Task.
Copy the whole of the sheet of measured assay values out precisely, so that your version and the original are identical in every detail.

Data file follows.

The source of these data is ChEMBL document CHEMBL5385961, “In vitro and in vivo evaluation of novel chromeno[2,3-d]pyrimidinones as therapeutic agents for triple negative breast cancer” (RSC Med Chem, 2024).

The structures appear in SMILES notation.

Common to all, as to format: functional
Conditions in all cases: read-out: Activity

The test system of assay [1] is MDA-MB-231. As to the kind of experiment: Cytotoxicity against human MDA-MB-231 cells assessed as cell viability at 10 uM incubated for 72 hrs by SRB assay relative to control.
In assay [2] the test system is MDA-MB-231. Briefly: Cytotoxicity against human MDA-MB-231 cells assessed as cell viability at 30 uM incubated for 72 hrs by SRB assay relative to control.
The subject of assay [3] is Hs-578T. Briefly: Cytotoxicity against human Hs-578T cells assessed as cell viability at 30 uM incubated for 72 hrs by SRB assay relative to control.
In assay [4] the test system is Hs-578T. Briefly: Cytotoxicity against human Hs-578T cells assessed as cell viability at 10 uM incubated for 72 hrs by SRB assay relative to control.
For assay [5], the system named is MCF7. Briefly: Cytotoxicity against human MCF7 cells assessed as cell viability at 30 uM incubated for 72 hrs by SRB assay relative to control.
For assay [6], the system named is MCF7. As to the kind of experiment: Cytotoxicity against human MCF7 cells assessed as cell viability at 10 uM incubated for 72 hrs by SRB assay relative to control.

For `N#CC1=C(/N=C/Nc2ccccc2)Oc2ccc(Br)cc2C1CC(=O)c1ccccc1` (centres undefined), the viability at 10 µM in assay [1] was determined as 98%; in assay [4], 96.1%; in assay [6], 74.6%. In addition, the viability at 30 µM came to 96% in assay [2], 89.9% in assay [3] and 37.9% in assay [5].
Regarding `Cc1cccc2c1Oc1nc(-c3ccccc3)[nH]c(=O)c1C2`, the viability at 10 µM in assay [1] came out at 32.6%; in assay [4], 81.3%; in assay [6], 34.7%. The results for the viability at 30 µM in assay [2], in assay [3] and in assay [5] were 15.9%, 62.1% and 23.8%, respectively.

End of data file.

The source of these data is ChEMBL document CHEMBL5385961, “In vitro and in vivo evaluation of novel chromeno[2,3-d]pyrimidinones as therapeutic agents for triple negative breast cancer” (RSC Med Chem, 2024).

The structures appear in SMILES notation.

Common to all, as to format: functional
Conditions in all cases: read-out: Activity

The test system of assay [1] is MDA-MB-231. As to the kind of experiment: Cytotoxicity against human MDA-MB-231 cells assessed as cell viability at 10 uM incubated for 72 hrs by SRB assay relative to control.
In assay [2] the test system is MDA-MB-231. Briefly: Cytotoxicity against human MDA-MB-231 cells assessed as cell viability at 30 uM incubated for 72 hrs by SRB assay relative to control.
The subject of assay [3] is Hs-578T. Briefly: Cytotoxicity against human Hs-578T cells assessed as cell viability at 30 uM incubated for 72 hrs by SRB assay relative to control.
In assay [4] the test system is Hs-578T. Briefly: Cytotoxicity against human Hs-578T cells assessed as cell viability at 10 uM incubated for 72 hrs by SRB assay relative to control.
For assay [5], the system named is MCF7. Briefly: Cytotoxicity against human MCF7 cells assessed as cell viability at 30 uM incubated for 72 hrs by SRB assay relative to control.
For assay [6], the system named is MCF7. As to the kind of experiment: Cytotoxicity against human MCF7 cells assessed as cell viability at 10 uM incubated for 72 hrs by SRB assay relative to control.

For `N#CC1=C(/N=C/Nc2ccccc2)Oc2ccc(Br)cc2C1CC(=O)c1ccccc1` (centres undefined), the viability at 10 µM in assay [1] was determined as 98%; in assay [4], 96.1%; in assay [6], 74.6%. In addition, the viability at 30 µM came to 96% in assay [2], 89.9% in assay [3] and 37.9% in assay [5].
Regarding `Cc1cccc2c1Oc1nc(-c3ccccc3)[nH]c(=O)c1C2`, the viability at 10 µM in assay [1] came out at 32.6%; in assay [4], 81.3%; in assay [6], 34.7%. The results for the viability at 30 µM in assay [2], in assay [3] and in assay [5] were 15.9%, 62.1% and 23.8%, respectively.